The Federal Trade Commission
The Federal Trade Commission
Liberalization and free trade constitute the essence of globalization. The opening of economies to foreign goods and investments built more fluidity in international exports and imports. This means that one country can export its produced to other countries and other countries export and import products in return. This leads to ‘free trade’ from the lowered restrictions on trade. The essence of free trade is to allow countries to gain access to goods that their respective economies do not produce while strengthening the domestic economy through the importation of the local products that it produces in excess. Ultimately, this results to the social welfare effect of lowering prices of previously scarce goods and creating income through job creation in the local economies. (Hillman, 2008) The Free Trade Commission advocates free trade and liberalization but adheres to regulations. In the case of exports, the commission also supports export controls. The discussion considers the seemingly conflicting role of The Free Trade Commission as an advocate of the core processes of globalization and yet a supporter of export controls.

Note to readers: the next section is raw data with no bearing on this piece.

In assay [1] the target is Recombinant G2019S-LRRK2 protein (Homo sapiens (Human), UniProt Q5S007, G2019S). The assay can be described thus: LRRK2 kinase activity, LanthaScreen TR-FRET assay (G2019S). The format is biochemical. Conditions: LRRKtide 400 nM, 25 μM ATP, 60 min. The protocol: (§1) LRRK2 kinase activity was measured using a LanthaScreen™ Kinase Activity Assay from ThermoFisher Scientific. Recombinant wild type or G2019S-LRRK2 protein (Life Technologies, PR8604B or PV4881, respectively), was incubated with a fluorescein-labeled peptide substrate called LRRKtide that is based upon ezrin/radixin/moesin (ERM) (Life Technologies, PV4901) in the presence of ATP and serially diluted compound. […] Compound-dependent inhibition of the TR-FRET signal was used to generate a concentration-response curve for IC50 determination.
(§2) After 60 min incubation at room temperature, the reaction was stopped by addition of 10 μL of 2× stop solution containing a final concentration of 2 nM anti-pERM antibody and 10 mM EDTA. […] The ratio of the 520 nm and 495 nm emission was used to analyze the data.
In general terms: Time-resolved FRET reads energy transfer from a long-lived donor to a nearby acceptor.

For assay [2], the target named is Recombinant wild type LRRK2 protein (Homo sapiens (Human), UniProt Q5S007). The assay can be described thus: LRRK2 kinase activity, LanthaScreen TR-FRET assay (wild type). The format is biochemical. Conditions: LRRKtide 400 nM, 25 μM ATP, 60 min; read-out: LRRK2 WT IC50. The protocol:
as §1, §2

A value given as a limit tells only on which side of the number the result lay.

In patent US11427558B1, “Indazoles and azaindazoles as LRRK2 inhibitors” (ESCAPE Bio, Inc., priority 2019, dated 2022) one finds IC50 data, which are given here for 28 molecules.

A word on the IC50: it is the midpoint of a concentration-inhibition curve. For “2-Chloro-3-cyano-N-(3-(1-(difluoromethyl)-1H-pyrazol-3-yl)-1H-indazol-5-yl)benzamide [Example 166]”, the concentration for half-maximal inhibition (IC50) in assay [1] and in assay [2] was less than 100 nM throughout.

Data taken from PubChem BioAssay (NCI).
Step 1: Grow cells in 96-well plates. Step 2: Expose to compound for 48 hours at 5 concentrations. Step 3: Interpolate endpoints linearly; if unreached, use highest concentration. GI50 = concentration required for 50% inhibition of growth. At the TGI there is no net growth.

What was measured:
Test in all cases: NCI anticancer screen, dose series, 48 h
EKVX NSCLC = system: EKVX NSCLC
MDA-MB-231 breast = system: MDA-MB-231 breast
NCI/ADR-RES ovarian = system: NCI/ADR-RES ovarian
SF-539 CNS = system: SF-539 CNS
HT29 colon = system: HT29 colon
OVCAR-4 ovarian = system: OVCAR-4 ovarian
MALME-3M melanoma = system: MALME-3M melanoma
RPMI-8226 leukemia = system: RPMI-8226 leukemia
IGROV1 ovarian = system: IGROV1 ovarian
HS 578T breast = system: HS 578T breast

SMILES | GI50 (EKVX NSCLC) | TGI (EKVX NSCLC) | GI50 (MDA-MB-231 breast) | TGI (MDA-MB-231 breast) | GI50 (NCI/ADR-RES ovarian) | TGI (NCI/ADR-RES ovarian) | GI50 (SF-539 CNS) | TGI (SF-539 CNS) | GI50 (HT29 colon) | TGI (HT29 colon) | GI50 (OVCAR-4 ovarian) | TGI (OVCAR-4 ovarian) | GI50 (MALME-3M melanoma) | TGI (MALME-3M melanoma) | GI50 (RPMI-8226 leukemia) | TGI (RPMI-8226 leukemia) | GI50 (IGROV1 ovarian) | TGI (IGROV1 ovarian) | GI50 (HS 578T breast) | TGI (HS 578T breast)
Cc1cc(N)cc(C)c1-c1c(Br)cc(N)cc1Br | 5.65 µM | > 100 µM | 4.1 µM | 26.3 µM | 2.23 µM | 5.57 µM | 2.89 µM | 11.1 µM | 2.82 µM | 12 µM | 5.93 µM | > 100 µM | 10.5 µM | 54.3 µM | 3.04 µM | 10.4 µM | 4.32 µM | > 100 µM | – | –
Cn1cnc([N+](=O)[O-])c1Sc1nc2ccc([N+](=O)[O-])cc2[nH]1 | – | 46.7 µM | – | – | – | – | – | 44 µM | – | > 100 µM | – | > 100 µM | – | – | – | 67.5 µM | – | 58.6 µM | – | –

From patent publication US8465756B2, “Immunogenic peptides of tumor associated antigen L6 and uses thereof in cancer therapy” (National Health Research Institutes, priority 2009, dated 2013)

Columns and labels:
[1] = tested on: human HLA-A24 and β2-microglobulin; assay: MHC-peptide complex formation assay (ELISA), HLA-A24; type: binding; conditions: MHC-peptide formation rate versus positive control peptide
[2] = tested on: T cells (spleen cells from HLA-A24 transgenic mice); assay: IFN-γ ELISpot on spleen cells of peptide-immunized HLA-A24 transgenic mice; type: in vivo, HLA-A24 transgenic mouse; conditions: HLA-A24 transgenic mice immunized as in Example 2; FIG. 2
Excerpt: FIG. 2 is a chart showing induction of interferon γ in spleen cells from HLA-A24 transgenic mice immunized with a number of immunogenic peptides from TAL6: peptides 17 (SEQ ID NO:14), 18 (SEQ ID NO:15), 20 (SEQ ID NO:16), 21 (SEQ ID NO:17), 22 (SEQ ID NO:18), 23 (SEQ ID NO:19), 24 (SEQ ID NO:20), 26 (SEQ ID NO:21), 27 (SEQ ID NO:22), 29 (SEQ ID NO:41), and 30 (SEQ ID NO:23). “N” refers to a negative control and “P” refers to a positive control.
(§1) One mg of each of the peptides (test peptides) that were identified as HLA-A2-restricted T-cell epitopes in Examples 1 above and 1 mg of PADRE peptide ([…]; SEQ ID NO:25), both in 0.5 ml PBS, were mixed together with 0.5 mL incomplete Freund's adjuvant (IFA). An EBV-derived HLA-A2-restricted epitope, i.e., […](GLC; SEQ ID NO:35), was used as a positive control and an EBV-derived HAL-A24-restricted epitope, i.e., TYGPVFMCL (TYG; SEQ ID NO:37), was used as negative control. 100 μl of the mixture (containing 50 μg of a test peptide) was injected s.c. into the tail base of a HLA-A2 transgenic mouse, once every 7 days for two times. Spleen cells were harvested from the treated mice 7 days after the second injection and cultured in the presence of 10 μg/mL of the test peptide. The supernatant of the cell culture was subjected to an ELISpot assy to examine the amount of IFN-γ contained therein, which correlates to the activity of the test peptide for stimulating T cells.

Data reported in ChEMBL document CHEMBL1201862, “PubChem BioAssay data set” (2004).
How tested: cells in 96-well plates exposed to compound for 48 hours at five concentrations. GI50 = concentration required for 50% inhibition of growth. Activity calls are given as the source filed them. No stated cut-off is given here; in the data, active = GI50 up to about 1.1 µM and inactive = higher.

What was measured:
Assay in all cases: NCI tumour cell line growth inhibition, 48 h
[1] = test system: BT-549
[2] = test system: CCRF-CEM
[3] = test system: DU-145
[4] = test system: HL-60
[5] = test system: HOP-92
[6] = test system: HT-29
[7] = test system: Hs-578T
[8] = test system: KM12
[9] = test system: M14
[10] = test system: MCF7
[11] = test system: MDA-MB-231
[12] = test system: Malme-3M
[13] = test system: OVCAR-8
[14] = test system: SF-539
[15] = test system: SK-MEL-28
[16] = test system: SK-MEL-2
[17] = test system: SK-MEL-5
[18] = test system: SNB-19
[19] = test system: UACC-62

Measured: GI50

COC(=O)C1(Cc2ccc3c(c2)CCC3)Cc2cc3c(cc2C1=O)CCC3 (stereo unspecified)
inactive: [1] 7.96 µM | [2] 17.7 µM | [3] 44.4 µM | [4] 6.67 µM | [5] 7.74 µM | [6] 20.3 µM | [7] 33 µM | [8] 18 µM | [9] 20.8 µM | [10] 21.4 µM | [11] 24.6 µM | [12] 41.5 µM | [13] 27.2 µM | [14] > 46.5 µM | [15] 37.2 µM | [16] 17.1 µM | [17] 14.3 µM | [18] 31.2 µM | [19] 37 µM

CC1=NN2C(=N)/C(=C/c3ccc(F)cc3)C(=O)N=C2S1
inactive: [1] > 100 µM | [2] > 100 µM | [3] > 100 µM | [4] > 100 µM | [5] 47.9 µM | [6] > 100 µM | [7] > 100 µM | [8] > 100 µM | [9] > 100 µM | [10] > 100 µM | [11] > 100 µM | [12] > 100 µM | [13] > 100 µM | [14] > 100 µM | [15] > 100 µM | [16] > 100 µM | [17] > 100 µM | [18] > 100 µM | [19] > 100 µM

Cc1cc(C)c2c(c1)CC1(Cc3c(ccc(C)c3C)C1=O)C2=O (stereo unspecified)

Globalization and the Federal Trade Commission
The Federal Trade Commission has three roles in advocating free trade as a core process of